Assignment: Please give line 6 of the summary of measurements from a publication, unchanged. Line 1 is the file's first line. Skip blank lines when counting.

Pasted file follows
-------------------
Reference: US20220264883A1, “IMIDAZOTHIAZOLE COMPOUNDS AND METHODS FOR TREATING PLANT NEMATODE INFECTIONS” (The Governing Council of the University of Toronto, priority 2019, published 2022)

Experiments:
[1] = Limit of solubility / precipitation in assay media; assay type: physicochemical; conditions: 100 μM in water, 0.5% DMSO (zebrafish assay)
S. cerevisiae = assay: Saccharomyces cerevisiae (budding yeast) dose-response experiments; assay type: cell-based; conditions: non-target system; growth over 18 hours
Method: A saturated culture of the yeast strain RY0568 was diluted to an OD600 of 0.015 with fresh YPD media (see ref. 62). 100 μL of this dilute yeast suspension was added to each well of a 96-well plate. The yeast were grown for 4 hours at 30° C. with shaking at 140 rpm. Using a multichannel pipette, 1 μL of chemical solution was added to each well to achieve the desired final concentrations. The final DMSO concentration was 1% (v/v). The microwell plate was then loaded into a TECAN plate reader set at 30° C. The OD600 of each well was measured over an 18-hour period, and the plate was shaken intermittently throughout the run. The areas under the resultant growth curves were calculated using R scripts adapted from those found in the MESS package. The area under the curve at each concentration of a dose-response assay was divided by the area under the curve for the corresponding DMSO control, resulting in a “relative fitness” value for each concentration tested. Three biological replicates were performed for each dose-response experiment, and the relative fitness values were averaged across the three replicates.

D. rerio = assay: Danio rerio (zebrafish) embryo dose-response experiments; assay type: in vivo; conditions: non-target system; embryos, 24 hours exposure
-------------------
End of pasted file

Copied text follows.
D. rerio = assay: Danio rerio (zebrafish) embryo dose-response experiments; assay type: in vivo; conditions: non-target system; embryos, 24 hours exposure